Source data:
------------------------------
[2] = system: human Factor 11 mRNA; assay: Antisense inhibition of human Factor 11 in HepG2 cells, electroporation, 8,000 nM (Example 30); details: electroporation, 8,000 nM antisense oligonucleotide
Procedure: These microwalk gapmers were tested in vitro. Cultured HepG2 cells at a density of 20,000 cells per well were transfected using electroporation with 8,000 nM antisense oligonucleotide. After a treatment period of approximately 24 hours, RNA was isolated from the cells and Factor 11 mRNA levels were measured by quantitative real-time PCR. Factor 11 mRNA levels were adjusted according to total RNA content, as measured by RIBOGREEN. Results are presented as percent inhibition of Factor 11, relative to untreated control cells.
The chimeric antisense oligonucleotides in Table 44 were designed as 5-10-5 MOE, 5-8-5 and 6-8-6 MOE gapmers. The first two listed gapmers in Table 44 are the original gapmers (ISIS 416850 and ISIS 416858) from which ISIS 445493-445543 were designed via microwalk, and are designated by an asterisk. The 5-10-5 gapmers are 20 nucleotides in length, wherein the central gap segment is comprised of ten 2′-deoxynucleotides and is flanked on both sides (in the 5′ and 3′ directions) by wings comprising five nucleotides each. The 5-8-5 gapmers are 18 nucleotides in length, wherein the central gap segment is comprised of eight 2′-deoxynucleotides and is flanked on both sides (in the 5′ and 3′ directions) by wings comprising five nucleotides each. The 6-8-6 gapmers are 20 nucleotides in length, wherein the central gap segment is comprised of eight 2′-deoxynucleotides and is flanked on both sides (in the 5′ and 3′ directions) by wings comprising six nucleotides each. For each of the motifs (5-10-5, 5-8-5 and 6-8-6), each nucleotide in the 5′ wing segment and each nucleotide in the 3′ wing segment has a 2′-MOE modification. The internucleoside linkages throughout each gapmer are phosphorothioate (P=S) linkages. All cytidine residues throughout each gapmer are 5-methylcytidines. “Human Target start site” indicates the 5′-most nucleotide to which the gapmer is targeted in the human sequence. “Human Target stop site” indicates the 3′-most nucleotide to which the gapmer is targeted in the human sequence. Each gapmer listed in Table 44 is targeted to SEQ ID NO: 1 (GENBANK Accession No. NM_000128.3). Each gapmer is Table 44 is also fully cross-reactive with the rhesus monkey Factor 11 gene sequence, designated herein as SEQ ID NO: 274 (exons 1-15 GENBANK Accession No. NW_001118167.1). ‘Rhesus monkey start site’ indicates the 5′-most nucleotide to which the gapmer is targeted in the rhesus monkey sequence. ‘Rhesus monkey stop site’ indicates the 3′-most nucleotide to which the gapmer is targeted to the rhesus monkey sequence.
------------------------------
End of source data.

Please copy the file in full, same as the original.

[2] = system: human Factor 11 mRNA; assay: Antisense inhibition of human Factor 11 in HepG2 cells, electroporation, 8,000 nM (Example 30); details: electroporation, 8,000 nM antisense oligonucleotide
Procedure: These microwalk gapmers were tested in vitro. Cultured HepG2 cells at a density of 20,000 cells per well were transfected using electroporation with 8,000 nM antisense oligonucleotide. After a treatment period of approximately 24 hours, RNA was isolated from the cells and Factor 11 mRNA levels were measured by quantitative real-time PCR. Factor 11 mRNA levels were adjusted according to total RNA content, as measured by RIBOGREEN. Results are presented as percent inhibition of Factor 11, relative to untreated control cells.
The chimeric antisense oligonucleotides in Table 44 were designed as 5-10-5 MOE, 5-8-5 and 6-8-6 MOE gapmers. The first two listed gapmers in Table 44 are the original gapmers (ISIS 416850 and ISIS 416858) from which ISIS 445493-445543 were designed via microwalk, and are designated by an asterisk. The 5-10-5 gapmers are 20 nucleotides in length, wherein the central gap segment is comprised of ten 2′-deoxynucleotides and is flanked on both sides (in the 5′ and 3′ directions) by wings comprising five nucleotides each. The 5-8-5 gapmers are 18 nucleotides in length, wherein the central gap segment is comprised of eight 2′-deoxynucleotides and is flanked on both sides (in the 5′ and 3′ directions) by wings comprising five nucleotides each. The 6-8-6 gapmers are 20 nucleotides in length, wherein the central gap segment is comprised of eight 2′-deoxynucleotides and is flanked on both sides (in the 5′ and 3′ directions) by wings comprising six nucleotides each. For each of the motifs (5-10-5, 5-8-5 and 6-8-6), each nucleotide in the 5′ wing segment and each nucleotide in the 3′ wing segment has a 2′-MOE modification. The internucleoside linkages throughout each gapmer are phosphorothioate (P=S) linkages. All cytidine residues throughout each gapmer are 5-methylcytidines. “Human Target start site” indicates the 5′-most nucleotide to which the gapmer is targeted in the human sequence. “Human Target stop site” indicates the 3′-most nucleotide to which the gapmer is targeted in the human sequence. Each gapmer listed in Table 44 is targeted to SEQ ID NO: 1 (GENBANK Accession No. NM_000128.3). Each gapmer is Table 44 is also fully cross-reactive with the rhesus monkey Factor 11 gene sequence, designated herein as SEQ ID NO: 274 (exons 1-15 GENBANK Accession No. NW_001118167.1). ‘Rhesus monkey start site’ indicates the 5′-most nucleotide to which the gapmer is targeted in the rhesus monkey sequence. ‘Rhesus monkey stop site’ indicates the 3′-most nucleotide to which the gapmer is targeted to the rhesus monkey sequence.